Seventy-nine percent of those who responded to CNN IBN’s Question of the Day poll (August 4, 2008) felt that Niketa and Haresh Mehta should be allowed to abort their unborn child on account of possible “congenital heart defects”.
Would they have held the same view, I wonder, if the word “murder” had been used instead of “abortion”? Supposing the debate had broken out after the child was born — would so many people still be in favour? Exactly how soon before a birth does a “medical termination” become “murder”? How soon after? And uptil what age would such respondents believe that a parent has the right to take a child’s life, on the grounds that the family’s quality-of-life would be compromised?
The months of gestation and birth are merely nodes in a person’s life, after all. It could be argued that the condition of bearing young is always weighted against the bearers. However much love and money parents pour into nurturing a child, no power on earth can guarantee that their investment will be a good one. There will always be a certain percentage of offspring who will cause intolerable heartache to their parents. Some children die early, others develop crippling physical disabilities and yet others acquire socially undesirable traits. At which point does a flaw become fatal enough to schedule a pre-emptive blood-letting? Just how congenital does a defect have to be before a couple reaches for the medically approved equivalent of a bent coat-hanger?
The Mehtas’ problem is that they are seeking to “terminate” a child who is, by any definition, a person. The law specifies 20 weeks as the limit beyond which abortions are not acceptable unless the mother’s life is endangered. But do we really need a court’s definition to know that a beating heart is an absolute sign of life? If the Mehtas could have made their decision early in the pregnancy, their story would probably not be in the news. At 26 weeks however they are no longer privileged to destroy their child. At almost seven months, their unborn son would already have well-formed limbs, functioning sense organs and a distinct personality.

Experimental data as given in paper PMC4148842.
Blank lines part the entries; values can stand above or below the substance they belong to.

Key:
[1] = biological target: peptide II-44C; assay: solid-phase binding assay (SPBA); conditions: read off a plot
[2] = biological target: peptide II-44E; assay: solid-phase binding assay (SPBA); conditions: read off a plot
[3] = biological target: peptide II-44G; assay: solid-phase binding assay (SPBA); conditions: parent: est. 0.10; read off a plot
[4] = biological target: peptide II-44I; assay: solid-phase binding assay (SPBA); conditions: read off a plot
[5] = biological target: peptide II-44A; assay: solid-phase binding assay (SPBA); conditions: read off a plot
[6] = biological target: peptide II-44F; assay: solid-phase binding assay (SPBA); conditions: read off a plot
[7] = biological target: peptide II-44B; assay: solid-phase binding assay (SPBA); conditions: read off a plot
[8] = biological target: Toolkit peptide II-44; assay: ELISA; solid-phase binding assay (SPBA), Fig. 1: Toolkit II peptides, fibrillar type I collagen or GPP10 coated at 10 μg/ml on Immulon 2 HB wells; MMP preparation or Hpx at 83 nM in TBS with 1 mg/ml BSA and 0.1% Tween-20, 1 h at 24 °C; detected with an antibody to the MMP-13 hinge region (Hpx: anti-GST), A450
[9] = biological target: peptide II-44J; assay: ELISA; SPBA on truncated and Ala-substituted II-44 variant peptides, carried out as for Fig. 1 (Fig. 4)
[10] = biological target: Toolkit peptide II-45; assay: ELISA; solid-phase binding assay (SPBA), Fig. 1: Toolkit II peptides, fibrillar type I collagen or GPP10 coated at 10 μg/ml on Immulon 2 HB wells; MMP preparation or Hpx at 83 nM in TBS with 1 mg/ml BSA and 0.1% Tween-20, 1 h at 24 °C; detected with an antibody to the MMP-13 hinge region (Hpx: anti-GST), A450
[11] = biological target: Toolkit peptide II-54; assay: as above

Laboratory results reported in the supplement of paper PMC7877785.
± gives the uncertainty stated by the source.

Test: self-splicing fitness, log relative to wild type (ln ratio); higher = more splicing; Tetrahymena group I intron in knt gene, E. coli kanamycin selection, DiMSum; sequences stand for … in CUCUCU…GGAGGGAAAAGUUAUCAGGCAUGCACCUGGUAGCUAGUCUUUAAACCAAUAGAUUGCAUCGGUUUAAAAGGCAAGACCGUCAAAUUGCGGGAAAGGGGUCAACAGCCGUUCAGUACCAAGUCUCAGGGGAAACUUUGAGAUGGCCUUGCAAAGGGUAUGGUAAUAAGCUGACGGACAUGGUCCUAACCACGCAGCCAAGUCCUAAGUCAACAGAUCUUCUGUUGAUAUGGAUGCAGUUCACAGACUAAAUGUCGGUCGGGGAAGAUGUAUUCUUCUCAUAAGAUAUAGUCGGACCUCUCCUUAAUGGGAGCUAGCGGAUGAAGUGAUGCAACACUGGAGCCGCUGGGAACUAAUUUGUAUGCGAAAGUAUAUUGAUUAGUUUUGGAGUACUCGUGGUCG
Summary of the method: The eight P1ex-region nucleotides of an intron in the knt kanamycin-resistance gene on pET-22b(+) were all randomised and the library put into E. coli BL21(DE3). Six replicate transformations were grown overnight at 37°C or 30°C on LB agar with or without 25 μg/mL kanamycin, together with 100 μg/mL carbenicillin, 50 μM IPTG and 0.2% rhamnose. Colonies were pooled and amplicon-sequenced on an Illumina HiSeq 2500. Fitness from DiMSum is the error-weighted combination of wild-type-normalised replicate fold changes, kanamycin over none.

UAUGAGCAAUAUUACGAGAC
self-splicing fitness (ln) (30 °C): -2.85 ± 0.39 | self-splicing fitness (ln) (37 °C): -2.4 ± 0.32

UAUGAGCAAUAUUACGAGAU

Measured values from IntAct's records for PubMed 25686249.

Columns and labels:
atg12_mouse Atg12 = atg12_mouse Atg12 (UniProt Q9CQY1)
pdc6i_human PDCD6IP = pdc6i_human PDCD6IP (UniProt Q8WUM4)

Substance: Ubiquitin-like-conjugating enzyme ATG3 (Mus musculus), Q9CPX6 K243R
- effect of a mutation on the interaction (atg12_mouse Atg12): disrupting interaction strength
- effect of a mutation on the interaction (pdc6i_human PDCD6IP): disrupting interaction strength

So the question is less about abortion but about the rights of parents who want to murder a child whom they believe will not be worthy of their care. We have to ask ourselves whether we want to be the kind of society that puts legislation in place to make such decisions easy to make. As we are all aware, there are plenty of folks who strangle their female newborns, who burn dowry-challenged brides, who behead children as part of black magic rites. But none of these actions have legal sanction.
I don’t know what percentage of those who participated in the CNN IBN poll were young couples on the brink of parenthood, but it seems very likely that such people would be especially sympathetic towards the Mehtas. The heightened life-expectations of urban couples combined with the loss of traditional joint families make the lives of young parents especially unenviable, whether or not they have “normal” children.
Much has been made about the drastically reduced quality-of-life awaiting the Mehtas if their child is severely impaired. But just yesterday, on e-mail, I read an astounding story complete with pictures, about a 21-year-old called Naga Naresh Karutura from Teeparru, in Andhra Pradesh. He suffered an accident in 1993 that resulted in both his legs being amputated at the hip. His parents were poor and illiterate, but they didn’t give up on him. Many small miracles later, Naga Naresh is an IIT Madras graduate with a job with Google, Bangalore. It may sound like just another web-fairytale – but there he is, sitting on a smart black wheelchair, smiling into the camera and telling us that he considers himself extremely lucky. And so he is: he has loving parents who didn’t discard him the moment they realised he would be a life-long burden upon them.
His story may be a highly exceptional one, but there are millions of less dramatic stories which share one element in common: parents who discover the meaning of unconditional love while changing nappies, mending scraped knees and spending sleepless nights waiting for a fever to break.
What are the options facing the Mehtas? They can curse their fate and seek extra-legal solutions or they can accept Mumbai’s Bishop Agnelo Garcias’ offer to take in the child if he is born with disabilities. On my part, however, I hope that the young couple will discover a third possibility: that quality-of-life can sometimes be delivered in unexpected ways. Not by getting the perfect child that every parent dreams of, but the imperfect one who helps them discover the strength and beauty of their own endurance.
The writer is an artist and playwright, she blogs at marginalien.blogspot.com